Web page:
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Hyperactive Spam Solution

I ran across an interesting email the other day on Full Disclosure, from a Stuart Udall claiming to have a near perfect solution to spam. Click here to read the anti-spam tactics. Granted, there are some serious issues with this technique as Stuart points out. The most obvious one is that because it is so good at finding them it also happens to find a lot of false positives. To obviate this you need a whitelist of your own contacts.

But would that work for me? Not that I’m your typical user, but it’s still a datapoint. I get literally hundreds of peices of email a day, from all over the place. Some are mailing lists, some are direct marketers for things I actually want to recieve, some are questions from the people who read this board, some are work related, and lastly, some a are just plain old spam. Spam only makes up a small minority of my email. The vast majority is people I’ve never met and probably never even talked to before - let alone added to my addressbook.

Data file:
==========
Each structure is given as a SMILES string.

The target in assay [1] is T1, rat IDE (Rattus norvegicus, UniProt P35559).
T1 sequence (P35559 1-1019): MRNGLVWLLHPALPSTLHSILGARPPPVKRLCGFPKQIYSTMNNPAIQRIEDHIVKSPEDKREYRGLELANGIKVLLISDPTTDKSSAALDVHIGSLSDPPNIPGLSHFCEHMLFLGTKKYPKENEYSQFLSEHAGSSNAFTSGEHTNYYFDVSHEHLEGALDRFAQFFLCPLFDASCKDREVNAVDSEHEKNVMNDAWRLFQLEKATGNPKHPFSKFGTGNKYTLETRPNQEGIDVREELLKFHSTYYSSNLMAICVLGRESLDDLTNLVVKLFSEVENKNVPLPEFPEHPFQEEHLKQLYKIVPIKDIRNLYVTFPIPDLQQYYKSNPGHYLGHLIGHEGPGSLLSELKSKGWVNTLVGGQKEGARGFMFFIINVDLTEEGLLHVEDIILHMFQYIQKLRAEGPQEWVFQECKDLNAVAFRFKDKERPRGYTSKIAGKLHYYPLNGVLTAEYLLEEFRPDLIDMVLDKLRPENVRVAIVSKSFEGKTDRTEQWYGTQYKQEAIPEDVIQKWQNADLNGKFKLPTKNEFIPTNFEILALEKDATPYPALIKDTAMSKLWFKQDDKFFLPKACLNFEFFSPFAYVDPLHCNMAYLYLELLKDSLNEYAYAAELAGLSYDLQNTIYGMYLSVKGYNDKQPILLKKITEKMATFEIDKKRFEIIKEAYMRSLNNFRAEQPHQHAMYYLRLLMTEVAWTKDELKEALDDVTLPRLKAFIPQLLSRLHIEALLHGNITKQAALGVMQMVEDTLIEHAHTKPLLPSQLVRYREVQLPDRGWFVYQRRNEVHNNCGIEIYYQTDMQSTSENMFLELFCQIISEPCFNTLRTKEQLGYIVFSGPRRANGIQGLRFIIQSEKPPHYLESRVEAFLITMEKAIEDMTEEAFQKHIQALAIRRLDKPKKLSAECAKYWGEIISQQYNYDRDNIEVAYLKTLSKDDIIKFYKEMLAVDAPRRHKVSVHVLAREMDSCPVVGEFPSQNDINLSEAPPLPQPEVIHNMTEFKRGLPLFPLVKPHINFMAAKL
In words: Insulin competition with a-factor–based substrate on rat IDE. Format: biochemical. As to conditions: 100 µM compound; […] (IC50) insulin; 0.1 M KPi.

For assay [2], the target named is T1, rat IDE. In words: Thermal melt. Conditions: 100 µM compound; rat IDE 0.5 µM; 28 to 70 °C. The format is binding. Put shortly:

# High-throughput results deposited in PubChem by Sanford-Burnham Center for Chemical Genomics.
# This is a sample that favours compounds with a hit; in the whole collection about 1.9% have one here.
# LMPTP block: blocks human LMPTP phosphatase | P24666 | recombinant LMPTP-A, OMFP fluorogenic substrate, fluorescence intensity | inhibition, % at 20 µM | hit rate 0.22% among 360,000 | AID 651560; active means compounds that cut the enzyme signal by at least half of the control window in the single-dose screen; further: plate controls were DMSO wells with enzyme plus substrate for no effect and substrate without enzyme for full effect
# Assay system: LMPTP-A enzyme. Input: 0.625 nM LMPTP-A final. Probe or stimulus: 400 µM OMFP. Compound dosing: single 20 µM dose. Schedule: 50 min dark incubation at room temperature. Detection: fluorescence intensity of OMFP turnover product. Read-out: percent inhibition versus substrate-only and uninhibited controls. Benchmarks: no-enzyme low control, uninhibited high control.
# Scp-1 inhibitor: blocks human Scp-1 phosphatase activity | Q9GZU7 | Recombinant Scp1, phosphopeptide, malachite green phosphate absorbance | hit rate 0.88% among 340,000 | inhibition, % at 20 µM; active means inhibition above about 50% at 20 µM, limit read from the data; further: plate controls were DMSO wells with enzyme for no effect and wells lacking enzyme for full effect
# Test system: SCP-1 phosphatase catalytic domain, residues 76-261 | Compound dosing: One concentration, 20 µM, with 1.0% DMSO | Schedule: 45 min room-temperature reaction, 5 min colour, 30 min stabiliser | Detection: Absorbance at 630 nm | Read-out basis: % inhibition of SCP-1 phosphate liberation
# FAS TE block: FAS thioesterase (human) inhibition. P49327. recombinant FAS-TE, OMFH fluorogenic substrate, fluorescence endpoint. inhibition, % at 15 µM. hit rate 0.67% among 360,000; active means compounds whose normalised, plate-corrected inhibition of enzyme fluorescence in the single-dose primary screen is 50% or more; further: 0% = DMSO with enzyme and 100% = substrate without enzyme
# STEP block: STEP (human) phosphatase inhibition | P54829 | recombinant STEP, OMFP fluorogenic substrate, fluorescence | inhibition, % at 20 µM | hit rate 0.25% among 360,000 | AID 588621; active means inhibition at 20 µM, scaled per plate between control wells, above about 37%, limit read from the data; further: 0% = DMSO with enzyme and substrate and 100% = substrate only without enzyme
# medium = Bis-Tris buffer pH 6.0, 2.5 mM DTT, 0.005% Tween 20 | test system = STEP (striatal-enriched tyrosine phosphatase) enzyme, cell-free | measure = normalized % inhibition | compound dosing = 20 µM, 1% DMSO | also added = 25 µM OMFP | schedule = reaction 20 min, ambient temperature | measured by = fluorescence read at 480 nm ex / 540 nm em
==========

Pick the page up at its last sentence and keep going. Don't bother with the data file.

The tools that hook into your webserver to automatically seem like a good idea, but do I really want to give up information to users I have never met before - like my IP address (assuming I don’t use a proxy or something like Tor) and my browser type, etc…? It’s an interesting problem dictated in large part to the turing halting problem (as are many security issues it turns out).

One Response to “Hyperactive Spam Solution”

  1. Albert Says:

    I’ve tried filtering my mail also, but still people are getting into my spam folder and spam gets into my normal folders. I wonder if there is a way to exploit the basic rule sets to make normal spam look normal. Zero-day exploit of this could be troublesome if it targeted the right group of individuals.